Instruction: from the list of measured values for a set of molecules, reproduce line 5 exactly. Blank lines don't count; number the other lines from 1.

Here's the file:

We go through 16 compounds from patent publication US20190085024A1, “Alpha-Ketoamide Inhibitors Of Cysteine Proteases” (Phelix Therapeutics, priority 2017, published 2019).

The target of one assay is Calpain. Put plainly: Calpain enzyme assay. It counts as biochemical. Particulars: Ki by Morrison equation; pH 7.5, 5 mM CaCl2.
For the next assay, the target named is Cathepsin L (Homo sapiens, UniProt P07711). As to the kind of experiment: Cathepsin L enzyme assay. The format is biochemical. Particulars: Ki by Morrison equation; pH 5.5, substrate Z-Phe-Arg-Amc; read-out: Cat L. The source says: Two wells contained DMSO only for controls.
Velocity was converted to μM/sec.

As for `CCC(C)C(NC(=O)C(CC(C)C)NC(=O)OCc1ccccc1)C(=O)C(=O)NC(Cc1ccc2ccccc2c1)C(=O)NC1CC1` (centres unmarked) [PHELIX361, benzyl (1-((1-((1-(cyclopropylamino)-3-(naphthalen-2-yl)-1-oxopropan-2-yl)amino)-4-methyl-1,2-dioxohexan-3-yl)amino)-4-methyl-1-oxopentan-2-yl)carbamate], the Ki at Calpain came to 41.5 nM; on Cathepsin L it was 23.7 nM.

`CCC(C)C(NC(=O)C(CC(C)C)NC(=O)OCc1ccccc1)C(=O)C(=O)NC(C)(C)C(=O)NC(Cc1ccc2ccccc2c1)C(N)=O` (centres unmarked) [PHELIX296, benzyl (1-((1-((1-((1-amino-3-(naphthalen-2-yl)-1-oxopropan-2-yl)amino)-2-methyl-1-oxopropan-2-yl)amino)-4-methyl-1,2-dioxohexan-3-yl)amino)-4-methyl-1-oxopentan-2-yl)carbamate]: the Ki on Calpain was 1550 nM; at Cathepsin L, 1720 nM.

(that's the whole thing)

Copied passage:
As for `CCC(C)C(NC(=O)C(CC(C)C)NC(=O)OCc1ccccc1)C(=O)C(=O)NC(Cc1ccc2ccccc2c1)C(=O)NC1CC1` (centres unmarked) [PHELIX361, benzyl (1-((1-((1-(cyclopropylamino)-3-(naphthalen-2-yl)-1-oxopropan-2-yl)amino)-4-methyl-1,2-dioxohexan-3-yl)amino)-4-methyl-1-oxopentan-2-yl)carbamate], the Ki at Calpain came to 41.5 nM; on Cathepsin L it was 23.7 nM.